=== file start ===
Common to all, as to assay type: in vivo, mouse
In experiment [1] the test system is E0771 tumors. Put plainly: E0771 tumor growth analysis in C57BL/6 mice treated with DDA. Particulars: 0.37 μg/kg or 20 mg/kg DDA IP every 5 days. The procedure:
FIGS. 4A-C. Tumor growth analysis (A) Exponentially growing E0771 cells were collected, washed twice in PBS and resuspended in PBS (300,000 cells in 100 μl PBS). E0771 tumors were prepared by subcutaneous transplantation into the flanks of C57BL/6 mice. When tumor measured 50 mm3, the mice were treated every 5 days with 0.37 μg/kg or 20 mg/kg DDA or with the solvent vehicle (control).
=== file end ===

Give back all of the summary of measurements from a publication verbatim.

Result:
Common to all, as to assay type: in vivo, mouse
In experiment [1] the test system is E0771 tumors. Put plainly: E0771 tumor growth analysis in C57BL/6 mice treated with DDA. Particulars: 0.37 μg/kg or 20 mg/kg DDA IP every 5 days. The procedure:
FIGS. 4A-C. Tumor growth analysis (A) Exponentially growing E0771 cells were collected, washed twice in PBS and resuspended in PBS (300,000 cells in 100 μl PBS). E0771 tumors were prepared by subcutaneous transplantation into the flanks of C57BL/6 mice. When tumor measured 50 mm3, the mice were treated every 5 days with 0.37 μg/kg or 20 mg/kg DDA or with the solvent vehicle (control).